Cable provider creates video chat system to help individuals with autism interpret emotions.
This article was originally published in Contagious I/O on 22 April 2022.
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For Autism Acceptance Month (April), Cox Communications, the largest private broadband company in the US, developed a prototype that translates facial expressions and verbal cues into emojis in real time, making it easier for individuals on the autism spectrum to communicate on video calls.
According to autism expert Dr. Michelle Dean, who was a consultant on the project, research has shown that individuals on the autistic spectrum find emojis easier to understand than facial expressions. Developed in partnership with Unit 9, Los Angeles, the prototype uses pitch analysis, speech-to-text and facial expression interpretation to capture the emotion of a participant in a video call and convert it into a single emoji at.
The Project Convey campaign, created with 180 LA, was launched on 31 March with a two-minute film featuring four young people with autism using Cox’s tech. This film garnered 3.8 million views in the first three weeks it aired on YouTube. The brand later released two short films on social media highlighting two of the participants’ individual stories.
Although the technology is currently only a prototype, the company is researching ways to expand its use in its own technology. It is also making its research available to video technology companies and the wider autism community, in the hopes that they will continue the project of making digital life more inclusive.
Rachel Negretti, director of brand strategy at Cox, said in a press release: ‘Our goal was to show that it's possible to make video chat inclusive for individuals on the spectrum. Our hope is that one day every video chat platform out there will have a tool like this or be inspired to create one.’
Centering on connection / In 2018, Cox introduced a new advertising tagline ‘bringing us closer’ and announced that the company would be focusing on ‘helping people create more moments of genuine human connection. Mark Greatrex, Cox’s executive vice president, said in a press release announcing the changes: ‘We want to help customers think more about how they connect and create more meaningful moments that make life magical.”
The campaign is the latest in a series of initiatives that do exactly that – using Cox’s services to bring people together. Last year, it helped middle school children put on a virtual school play using animation. And in 2020, it connected isolated older adults through virtual social groups and a staff volunteering programme.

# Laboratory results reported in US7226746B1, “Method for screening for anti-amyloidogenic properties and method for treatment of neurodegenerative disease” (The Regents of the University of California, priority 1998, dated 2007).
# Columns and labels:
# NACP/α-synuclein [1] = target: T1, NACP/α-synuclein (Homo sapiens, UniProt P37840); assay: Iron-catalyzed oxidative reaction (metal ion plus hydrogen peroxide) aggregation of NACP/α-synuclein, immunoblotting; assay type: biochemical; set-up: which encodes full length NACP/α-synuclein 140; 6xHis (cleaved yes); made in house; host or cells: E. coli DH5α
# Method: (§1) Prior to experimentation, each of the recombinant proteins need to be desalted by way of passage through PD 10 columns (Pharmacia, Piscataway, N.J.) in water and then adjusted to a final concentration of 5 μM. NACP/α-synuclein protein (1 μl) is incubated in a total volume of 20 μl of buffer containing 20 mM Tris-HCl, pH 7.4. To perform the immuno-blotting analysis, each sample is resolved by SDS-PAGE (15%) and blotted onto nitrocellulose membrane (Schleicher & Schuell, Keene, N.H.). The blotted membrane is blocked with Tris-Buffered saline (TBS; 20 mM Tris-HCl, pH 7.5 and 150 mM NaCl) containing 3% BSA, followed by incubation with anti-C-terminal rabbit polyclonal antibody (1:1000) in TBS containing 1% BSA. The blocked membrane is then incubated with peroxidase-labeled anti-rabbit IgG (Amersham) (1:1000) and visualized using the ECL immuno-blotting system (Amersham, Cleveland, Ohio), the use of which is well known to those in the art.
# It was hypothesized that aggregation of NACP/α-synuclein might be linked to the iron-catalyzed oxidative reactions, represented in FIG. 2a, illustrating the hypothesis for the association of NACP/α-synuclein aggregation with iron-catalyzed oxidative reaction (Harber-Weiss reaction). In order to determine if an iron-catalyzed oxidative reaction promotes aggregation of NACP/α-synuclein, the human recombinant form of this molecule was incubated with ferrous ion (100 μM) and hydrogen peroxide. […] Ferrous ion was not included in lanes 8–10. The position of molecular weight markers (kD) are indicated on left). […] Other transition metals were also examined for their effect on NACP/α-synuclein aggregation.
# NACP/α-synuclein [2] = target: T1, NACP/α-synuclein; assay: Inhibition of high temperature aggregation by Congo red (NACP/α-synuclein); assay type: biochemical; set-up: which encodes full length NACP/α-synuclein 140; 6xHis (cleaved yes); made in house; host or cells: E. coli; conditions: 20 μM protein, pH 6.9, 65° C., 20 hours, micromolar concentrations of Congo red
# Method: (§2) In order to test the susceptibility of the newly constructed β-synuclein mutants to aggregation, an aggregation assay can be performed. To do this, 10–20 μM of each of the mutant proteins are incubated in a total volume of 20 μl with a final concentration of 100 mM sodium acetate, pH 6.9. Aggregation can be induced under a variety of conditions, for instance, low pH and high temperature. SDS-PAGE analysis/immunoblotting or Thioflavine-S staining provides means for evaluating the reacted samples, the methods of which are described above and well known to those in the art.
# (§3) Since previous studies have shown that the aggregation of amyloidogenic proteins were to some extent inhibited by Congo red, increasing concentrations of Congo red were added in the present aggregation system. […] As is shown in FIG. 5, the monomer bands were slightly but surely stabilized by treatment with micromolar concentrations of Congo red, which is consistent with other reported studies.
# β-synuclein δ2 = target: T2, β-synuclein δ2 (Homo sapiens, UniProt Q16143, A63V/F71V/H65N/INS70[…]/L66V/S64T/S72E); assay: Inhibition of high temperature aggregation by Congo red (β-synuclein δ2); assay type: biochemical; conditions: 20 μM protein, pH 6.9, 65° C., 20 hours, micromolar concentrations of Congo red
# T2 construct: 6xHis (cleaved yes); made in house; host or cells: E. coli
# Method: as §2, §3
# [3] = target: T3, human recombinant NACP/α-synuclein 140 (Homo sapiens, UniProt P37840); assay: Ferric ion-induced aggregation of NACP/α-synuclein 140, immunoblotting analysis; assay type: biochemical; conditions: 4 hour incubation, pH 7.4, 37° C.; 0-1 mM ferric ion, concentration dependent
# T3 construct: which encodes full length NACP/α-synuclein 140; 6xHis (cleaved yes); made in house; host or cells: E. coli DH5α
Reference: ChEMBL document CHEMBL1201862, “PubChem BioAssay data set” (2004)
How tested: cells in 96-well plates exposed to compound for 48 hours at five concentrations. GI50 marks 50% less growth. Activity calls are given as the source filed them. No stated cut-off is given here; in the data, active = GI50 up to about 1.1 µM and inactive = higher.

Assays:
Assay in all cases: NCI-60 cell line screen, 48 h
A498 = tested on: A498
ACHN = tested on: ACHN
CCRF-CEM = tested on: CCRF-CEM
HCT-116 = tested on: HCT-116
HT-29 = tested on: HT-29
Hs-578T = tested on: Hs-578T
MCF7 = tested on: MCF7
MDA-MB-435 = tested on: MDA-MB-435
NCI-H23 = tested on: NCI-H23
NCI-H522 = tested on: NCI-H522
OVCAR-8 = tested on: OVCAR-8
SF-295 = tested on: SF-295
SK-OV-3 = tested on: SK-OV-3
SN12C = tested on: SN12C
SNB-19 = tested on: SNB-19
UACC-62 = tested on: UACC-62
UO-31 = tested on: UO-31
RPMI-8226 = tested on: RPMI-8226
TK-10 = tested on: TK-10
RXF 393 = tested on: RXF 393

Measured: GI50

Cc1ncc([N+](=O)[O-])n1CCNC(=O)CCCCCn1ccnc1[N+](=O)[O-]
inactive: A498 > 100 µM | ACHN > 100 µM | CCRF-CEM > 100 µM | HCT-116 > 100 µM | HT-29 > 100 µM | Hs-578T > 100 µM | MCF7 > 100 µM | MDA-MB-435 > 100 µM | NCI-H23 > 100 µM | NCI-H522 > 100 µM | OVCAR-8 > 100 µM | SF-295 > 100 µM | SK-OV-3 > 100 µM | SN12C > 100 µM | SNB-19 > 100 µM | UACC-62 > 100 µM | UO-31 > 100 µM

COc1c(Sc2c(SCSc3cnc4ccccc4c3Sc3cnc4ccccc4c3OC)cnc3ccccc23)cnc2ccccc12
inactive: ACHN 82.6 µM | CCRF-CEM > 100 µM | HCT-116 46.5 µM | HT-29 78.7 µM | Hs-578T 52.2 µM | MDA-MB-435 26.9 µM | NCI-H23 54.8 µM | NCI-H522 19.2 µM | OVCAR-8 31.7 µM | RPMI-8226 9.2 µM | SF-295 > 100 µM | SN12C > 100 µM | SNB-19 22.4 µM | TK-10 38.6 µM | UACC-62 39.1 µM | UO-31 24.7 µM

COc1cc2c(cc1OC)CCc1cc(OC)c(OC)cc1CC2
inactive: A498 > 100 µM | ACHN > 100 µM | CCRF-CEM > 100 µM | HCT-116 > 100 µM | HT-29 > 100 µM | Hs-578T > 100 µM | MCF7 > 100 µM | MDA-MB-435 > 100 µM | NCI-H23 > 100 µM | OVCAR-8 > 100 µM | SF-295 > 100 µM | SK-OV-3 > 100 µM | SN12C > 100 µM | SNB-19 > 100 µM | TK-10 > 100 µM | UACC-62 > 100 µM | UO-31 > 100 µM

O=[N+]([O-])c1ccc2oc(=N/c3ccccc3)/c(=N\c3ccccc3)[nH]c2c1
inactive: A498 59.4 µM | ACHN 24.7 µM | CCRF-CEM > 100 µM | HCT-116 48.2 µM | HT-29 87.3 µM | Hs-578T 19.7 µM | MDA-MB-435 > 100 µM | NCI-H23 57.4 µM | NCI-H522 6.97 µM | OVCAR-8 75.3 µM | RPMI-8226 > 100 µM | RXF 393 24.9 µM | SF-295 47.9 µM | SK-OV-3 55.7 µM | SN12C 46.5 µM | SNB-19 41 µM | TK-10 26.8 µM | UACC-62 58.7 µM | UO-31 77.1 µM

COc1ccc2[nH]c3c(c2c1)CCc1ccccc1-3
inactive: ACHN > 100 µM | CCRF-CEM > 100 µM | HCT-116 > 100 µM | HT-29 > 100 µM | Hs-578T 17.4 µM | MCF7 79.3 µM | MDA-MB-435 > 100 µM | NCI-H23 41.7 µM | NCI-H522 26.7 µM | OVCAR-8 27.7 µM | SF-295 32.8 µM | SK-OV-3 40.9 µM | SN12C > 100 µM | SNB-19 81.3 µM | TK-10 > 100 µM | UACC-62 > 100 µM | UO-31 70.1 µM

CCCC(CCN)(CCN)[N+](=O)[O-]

By focusing on emotional stories like these, Cox is able to build its brand and differentiate itself in the market by positioning itself as a facilitator of human connection rather than a mere utility provider.
The more the merrier / Here Cox is doing more than just creating branded content, but is attempting to solve a real problem that is particularly timely. According to the Centers for Disease Control and Prevention (CDC), 1 in 44 children in the US have an identified autism spectrum disorder. Research conducted by Ghent University found that adults with autism found the back-and-forth flow of video calls difficult during the pandemic, and that many were experiencing anxiety about digital communication.
As a broadband provider, the problem that people with autism face when it comes to video chat is one that Cox is uniquely positioned to solve. By taking the initial steps towards making life online more accessible for individuals with autism, Cox contributes to increasing participation in its services. This particular projects builds on other work Cox has done around increasing accessibility, for example offers a range of inclusive products, such as a voice-activated remote control and text telephones.
As we noted in our trend Inclusivity for Impact, increasingly consumers are expecting brands to do more than just pay lip service around inclusion but actually create products and services that make a difference. And for Cox, putting the effort in to create technology that will potentially improve lives in the long-term demonstrates a genuine commitment to its stated values.
Nothing about us, without us / The campaign film was very well-received online, gaining many positive comments from parents of autistic children. To ensure the project hit the right note, brand worked with a focus group of individuals with autism spectrum disorders, and consulted with autism experts. When creating a campaign around a marginalised group, the consequences of not involving members of the community in the process can be dire. The ferocious backlash to Music, a recent film directed by popstar Sia, is a case in point. The film, which is about a non-verbal girl with autism, was criticised for the lack of involvement of autistic people in the film’s production. So the fact that Cox here told the stories of real people with autism and sought their input at different stages of the project allows its project to come across as authentic, rather than an opportunistic PR stunt.